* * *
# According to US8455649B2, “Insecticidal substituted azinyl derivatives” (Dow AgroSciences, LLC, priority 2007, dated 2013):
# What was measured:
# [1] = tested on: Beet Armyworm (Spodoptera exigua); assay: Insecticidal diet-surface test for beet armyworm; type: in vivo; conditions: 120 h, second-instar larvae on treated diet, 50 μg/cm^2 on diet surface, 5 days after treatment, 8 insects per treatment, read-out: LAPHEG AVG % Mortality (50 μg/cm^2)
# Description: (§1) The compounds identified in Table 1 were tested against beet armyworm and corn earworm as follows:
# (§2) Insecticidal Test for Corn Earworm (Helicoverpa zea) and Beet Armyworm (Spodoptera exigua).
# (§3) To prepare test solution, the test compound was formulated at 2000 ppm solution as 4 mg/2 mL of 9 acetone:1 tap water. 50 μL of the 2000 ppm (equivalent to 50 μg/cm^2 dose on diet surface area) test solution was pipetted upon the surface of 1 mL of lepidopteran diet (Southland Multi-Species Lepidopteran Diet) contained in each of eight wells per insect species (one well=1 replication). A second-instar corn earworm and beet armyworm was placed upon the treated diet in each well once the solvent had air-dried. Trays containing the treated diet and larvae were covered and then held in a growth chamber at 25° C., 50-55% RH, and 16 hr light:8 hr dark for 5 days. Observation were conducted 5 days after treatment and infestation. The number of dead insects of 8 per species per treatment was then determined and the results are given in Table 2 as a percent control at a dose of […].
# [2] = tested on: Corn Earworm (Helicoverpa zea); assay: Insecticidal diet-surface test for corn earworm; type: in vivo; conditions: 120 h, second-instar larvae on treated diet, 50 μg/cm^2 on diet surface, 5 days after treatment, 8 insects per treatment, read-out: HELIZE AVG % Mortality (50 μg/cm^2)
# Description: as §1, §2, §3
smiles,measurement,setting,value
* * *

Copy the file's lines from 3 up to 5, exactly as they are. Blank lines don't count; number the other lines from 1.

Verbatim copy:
# [1] = tested on: Beet Armyworm (Spodoptera exigua); assay: Insecticidal diet-surface test for beet armyworm; type: in vivo; conditions: 120 h, second-instar larvae on treated diet, 50 μg/cm^2 on diet surface, 5 days after treatment, 8 insects per treatment, read-out: LAPHEG AVG % Mortality (50 μg/cm^2)
# Description: (§1) The compounds identified in Table 1 were tested against beet armyworm and corn earworm as follows:
# (§2) Insecticidal Test for Corn Earworm (Helicoverpa zea) and Beet Armyworm (Spodoptera exigua).